2. Data from Johns Hopkins University (Coronavirus Resource Center). https://coronavirus.jhu.edu/map.html.

  3. Significant differentiation is also observed in areas within cities, in particular, Moscow (Puzanov and Alov, 2020).

  4. According to recent data based on decoding of the genome, the infection spread to 20 000 people.

  5. People’s mobility statistics are collected by Google based on data from users who have turned on the location history function in their Google account on their mobile devices, and the company emphasizes its limitations. Yandex also publishes a self-isolation index but does not disclose how it is generated.

  6. https://www.rbc.ru/society/28/11/2020/5fc1e2579a794715d3b-b8187.

  7. World Bank. COVID-19 i chelovecheskii kapital. Doklad ob ekonomike regiona Evropy i Tsentralnoi Azii, osen 2020 goda (COVID-19 and Human Capital Europe and Central Asia. Economic Update. Office of the Chief Economist. Fall 2020), Washington, D.C.: World Bank. doi: 10.1596/978-1-4648-1643-7; OECD Policy Responses to Coronavirus (COVID-19). The territorial impact of COVID-19: Managing the crisis across levels of government. Updated 10 November 2020. http://www. oecd.org/coronavirus/policy-responses/the-territorial-impact-of-covid-19-managing-the-crisis-across-levels-of-gavernment-d3e314e1/. Accessed April 10, 2021.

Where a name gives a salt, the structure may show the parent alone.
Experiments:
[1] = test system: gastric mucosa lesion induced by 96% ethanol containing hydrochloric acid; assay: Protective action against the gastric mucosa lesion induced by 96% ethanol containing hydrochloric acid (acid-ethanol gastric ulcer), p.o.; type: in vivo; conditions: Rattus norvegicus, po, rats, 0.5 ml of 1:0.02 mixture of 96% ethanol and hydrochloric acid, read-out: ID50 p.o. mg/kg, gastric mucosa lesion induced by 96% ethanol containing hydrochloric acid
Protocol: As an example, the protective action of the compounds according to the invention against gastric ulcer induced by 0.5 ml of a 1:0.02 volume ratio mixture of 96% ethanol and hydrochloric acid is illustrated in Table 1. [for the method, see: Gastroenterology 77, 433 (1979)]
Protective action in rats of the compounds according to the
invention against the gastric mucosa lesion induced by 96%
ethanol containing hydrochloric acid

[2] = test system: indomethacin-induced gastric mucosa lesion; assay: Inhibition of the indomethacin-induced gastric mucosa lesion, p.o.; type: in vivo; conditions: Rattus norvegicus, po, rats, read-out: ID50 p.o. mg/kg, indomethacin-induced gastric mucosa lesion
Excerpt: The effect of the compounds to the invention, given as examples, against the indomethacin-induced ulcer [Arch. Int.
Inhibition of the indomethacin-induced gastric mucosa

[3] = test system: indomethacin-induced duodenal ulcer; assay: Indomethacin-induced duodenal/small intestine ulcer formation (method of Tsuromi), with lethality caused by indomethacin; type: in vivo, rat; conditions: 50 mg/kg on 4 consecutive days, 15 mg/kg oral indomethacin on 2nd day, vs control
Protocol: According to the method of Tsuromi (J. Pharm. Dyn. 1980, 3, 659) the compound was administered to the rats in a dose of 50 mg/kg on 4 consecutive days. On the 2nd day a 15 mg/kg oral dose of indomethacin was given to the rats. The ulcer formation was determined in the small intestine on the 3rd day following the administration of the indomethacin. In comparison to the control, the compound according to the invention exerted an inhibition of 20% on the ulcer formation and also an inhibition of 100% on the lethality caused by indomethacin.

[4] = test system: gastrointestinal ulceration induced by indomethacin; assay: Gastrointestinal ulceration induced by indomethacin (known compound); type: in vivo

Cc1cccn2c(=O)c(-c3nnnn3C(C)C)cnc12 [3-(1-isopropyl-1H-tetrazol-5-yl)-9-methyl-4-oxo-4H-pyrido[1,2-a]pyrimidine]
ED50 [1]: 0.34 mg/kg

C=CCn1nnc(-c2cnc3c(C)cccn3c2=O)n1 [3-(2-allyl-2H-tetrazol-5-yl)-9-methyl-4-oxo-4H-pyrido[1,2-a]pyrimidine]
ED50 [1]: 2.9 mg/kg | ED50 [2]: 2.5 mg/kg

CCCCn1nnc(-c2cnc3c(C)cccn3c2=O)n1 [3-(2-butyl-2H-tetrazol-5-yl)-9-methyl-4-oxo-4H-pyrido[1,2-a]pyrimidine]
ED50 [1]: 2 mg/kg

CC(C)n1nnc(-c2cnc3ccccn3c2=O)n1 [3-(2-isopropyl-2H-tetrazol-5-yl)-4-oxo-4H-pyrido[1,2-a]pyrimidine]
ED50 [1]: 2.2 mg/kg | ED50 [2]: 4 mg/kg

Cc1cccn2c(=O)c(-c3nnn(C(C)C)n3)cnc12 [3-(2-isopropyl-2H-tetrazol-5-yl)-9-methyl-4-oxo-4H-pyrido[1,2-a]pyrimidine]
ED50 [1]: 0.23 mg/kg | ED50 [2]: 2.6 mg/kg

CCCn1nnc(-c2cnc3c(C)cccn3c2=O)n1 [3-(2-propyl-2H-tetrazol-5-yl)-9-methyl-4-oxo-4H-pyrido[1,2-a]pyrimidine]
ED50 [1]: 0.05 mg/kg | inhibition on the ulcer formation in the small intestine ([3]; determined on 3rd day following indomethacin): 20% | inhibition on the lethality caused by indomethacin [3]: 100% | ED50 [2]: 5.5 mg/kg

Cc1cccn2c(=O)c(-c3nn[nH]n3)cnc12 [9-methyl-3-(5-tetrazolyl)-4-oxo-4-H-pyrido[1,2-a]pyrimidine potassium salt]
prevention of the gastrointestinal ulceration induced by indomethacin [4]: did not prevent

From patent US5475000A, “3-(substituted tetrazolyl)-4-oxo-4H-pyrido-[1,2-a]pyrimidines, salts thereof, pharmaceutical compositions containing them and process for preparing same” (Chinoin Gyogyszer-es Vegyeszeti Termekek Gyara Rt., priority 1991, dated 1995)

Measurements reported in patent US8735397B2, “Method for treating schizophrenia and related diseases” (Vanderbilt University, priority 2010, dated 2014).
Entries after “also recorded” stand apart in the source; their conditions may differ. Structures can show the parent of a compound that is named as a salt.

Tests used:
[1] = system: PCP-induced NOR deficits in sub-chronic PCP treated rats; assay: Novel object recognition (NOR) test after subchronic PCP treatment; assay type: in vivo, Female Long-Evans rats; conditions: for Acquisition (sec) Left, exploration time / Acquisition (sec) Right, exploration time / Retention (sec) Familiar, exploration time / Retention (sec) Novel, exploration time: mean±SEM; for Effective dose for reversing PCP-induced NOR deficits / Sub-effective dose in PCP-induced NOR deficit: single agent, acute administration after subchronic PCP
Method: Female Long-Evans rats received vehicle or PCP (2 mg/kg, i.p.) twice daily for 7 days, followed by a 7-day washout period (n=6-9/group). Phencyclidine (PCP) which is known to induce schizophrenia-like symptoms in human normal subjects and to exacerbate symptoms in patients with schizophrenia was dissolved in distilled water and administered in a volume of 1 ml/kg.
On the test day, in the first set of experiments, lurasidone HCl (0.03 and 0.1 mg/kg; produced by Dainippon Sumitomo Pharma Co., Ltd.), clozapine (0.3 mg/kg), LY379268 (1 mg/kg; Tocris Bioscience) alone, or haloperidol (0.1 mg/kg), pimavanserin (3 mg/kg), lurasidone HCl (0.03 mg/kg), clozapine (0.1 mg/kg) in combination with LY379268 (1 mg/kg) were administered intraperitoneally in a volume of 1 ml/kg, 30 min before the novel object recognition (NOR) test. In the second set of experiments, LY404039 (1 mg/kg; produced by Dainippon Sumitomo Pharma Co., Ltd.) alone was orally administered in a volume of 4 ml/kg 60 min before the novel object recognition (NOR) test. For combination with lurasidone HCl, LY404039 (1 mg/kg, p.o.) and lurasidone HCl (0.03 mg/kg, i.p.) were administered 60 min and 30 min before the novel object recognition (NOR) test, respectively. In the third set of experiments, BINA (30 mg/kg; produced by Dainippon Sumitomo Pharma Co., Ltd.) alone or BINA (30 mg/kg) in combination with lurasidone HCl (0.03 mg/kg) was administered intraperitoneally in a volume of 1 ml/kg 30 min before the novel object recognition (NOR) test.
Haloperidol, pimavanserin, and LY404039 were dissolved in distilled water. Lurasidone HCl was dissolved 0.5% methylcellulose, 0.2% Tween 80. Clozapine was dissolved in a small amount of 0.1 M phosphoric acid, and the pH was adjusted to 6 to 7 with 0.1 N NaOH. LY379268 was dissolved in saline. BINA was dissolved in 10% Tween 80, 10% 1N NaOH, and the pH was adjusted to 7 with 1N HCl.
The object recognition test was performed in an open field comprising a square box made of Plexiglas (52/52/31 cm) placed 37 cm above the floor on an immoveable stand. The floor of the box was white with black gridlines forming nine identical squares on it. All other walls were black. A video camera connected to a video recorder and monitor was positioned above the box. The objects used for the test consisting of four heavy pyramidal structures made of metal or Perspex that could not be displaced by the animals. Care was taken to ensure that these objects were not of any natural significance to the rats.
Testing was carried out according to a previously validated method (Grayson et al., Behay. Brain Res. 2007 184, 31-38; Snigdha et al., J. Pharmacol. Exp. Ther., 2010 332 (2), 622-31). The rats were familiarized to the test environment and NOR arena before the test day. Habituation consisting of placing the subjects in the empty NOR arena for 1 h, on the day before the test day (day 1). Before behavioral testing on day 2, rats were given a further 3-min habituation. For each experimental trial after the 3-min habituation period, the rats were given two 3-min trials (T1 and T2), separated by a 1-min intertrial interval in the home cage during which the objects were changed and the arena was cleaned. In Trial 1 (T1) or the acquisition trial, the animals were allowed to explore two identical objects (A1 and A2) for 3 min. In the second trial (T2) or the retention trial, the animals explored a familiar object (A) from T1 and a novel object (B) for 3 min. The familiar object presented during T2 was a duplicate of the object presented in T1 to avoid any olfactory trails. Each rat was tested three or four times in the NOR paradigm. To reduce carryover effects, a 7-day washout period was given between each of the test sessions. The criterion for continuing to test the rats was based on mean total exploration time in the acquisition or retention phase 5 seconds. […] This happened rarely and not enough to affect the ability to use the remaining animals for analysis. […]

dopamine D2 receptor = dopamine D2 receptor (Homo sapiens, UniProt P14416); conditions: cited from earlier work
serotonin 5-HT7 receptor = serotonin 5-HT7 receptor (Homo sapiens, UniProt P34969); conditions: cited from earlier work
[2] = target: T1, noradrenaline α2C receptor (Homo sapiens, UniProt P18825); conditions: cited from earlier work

8. S.P. Zemtsov and V.L. Baburin (2020a, 2020b) used the crime rate and informal employment as an inverse indicator of community members’ trust in each other.

  9. https://gks.ru/bgd/reg1/b20_14p/Main.htm.

  10. https://стопкоронавирус.рф/information/.

  11. https://cikrf…ru/analog/ediny-den-golosovaniya-2020/kategorii-viborov /.

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Funding

The study was supported by the Russian Foundation for Basic Research (project no. 19-010-00731 “Comprehensive Analysis of the Heterogeneity of Russian Regions and Assessment of Its Impact on Socioeconomic Development”).

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Kravchenko, N.A., Ivanova, A.I. Spread of the COVID-19 In Russia: Regional Peculiarities. Reg. Res. Russ. 11, 428–434 (2021). https://doi.org/10.1134/S2079970521040080

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Keywords:

  • COVID-19 pandemic
  • Russian regions
  • vulnerability and resistance factors
  • social capital